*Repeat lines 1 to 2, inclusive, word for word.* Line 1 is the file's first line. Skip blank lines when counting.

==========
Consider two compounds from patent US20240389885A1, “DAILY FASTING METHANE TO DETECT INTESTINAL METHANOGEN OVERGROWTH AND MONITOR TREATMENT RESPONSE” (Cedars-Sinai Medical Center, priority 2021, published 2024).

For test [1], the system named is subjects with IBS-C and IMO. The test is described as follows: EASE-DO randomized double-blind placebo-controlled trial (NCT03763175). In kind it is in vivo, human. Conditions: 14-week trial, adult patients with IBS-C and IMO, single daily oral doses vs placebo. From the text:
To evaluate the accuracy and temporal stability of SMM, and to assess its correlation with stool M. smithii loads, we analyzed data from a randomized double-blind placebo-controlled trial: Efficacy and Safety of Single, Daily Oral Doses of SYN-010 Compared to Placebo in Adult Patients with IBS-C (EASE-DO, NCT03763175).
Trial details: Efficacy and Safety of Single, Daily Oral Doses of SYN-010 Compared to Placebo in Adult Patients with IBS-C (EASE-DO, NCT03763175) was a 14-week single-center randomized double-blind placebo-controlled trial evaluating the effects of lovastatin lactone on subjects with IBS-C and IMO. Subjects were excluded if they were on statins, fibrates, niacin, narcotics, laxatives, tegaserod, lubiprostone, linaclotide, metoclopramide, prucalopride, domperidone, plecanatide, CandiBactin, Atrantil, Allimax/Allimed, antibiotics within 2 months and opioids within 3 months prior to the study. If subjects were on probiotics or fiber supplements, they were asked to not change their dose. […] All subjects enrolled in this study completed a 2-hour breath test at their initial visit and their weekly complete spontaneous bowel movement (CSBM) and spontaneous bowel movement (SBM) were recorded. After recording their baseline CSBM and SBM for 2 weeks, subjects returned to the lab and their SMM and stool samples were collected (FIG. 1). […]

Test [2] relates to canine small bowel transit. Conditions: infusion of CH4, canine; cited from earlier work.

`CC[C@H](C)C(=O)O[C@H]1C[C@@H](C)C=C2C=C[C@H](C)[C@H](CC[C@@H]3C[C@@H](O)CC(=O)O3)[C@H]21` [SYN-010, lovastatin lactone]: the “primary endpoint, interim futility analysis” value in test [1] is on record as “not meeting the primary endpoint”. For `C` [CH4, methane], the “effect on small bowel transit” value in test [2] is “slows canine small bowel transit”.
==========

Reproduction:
Consider two compounds from patent US20240389885A1, “DAILY FASTING METHANE TO DETECT INTESTINAL METHANOGEN OVERGROWTH AND MONITOR TREATMENT RESPONSE” (Cedars-Sinai Medical Center, priority 2021, published 2024).

For test [1], the system named is subjects with IBS-C and IMO. The test is described as follows: EASE-DO randomized double-blind placebo-controlled trial (NCT03763175). In kind it is in vivo, human. Conditions: 14-week trial, adult patients with IBS-C and IMO, single daily oral doses vs placebo. From the text: